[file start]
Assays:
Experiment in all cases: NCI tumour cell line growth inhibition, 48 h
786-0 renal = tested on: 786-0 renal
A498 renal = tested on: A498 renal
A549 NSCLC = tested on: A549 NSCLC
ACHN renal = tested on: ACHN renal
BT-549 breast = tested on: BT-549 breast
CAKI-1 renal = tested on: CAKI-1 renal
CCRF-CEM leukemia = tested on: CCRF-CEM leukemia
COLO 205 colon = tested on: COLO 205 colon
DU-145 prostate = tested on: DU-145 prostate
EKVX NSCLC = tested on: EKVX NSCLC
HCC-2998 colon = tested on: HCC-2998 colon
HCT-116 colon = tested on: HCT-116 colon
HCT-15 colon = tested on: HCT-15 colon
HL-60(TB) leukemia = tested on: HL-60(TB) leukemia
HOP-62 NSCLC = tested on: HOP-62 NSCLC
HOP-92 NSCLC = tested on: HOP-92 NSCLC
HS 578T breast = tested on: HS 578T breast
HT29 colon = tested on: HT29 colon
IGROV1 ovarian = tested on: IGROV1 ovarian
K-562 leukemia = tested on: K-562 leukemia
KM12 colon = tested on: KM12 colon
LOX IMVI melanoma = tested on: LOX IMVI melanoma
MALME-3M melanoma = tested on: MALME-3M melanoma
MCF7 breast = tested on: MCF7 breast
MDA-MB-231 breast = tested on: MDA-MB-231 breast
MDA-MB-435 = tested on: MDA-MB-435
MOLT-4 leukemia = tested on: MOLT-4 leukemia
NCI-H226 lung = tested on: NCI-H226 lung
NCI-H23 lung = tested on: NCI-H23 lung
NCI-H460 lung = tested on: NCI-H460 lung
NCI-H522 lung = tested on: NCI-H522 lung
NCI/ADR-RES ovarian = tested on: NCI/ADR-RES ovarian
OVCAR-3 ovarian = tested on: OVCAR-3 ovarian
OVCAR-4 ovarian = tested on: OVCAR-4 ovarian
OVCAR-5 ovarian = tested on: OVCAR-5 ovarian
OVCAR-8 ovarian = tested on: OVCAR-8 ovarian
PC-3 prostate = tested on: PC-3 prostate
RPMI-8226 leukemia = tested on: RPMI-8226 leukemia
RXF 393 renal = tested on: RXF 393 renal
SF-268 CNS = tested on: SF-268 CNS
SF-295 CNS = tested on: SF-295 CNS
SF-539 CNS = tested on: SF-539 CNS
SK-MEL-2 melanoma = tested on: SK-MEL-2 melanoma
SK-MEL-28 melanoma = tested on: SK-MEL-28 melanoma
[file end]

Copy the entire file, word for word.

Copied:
Assays:
Experiment in all cases: NCI tumour cell line growth inhibition, 48 h
786-0 renal = tested on: 786-0 renal
A498 renal = tested on: A498 renal
A549 NSCLC = tested on: A549 NSCLC
ACHN renal = tested on: ACHN renal
BT-549 breast = tested on: BT-549 breast
CAKI-1 renal = tested on: CAKI-1 renal
CCRF-CEM leukemia = tested on: CCRF-CEM leukemia
COLO 205 colon = tested on: COLO 205 colon
DU-145 prostate = tested on: DU-145 prostate
EKVX NSCLC = tested on: EKVX NSCLC
HCC-2998 colon = tested on: HCC-2998 colon
HCT-116 colon = tested on: HCT-116 colon
HCT-15 colon = tested on: HCT-15 colon
HL-60(TB) leukemia = tested on: HL-60(TB) leukemia
HOP-62 NSCLC = tested on: HOP-62 NSCLC
HOP-92 NSCLC = tested on: HOP-92 NSCLC
HS 578T breast = tested on: HS 578T breast
HT29 colon = tested on: HT29 colon
IGROV1 ovarian = tested on: IGROV1 ovarian
K-562 leukemia = tested on: K-562 leukemia
KM12 colon = tested on: KM12 colon
LOX IMVI melanoma = tested on: LOX IMVI melanoma
MALME-3M melanoma = tested on: MALME-3M melanoma
MCF7 breast = tested on: MCF7 breast
MDA-MB-231 breast = tested on: MDA-MB-231 breast
MDA-MB-435 = tested on: MDA-MB-435
MOLT-4 leukemia = tested on: MOLT-4 leukemia
NCI-H226 lung = tested on: NCI-H226 lung
NCI-H23 lung = tested on: NCI-H23 lung
NCI-H460 lung = tested on: NCI-H460 lung
NCI-H522 lung = tested on: NCI-H522 lung
NCI/ADR-RES ovarian = tested on: NCI/ADR-RES ovarian
OVCAR-3 ovarian = tested on: OVCAR-3 ovarian
OVCAR-4 ovarian = tested on: OVCAR-4 ovarian
OVCAR-5 ovarian = tested on: OVCAR-5 ovarian
OVCAR-8 ovarian = tested on: OVCAR-8 ovarian
PC-3 prostate = tested on: PC-3 prostate
RPMI-8226 leukemia = tested on: RPMI-8226 leukemia
RXF 393 renal = tested on: RXF 393 renal
SF-268 CNS = tested on: SF-268 CNS
SF-295 CNS = tested on: SF-295 CNS
SF-539 CNS = tested on: SF-539 CNS
SK-MEL-2 melanoma = tested on: SK-MEL-2 melanoma
SK-MEL-28 melanoma = tested on: SK-MEL-28 melanoma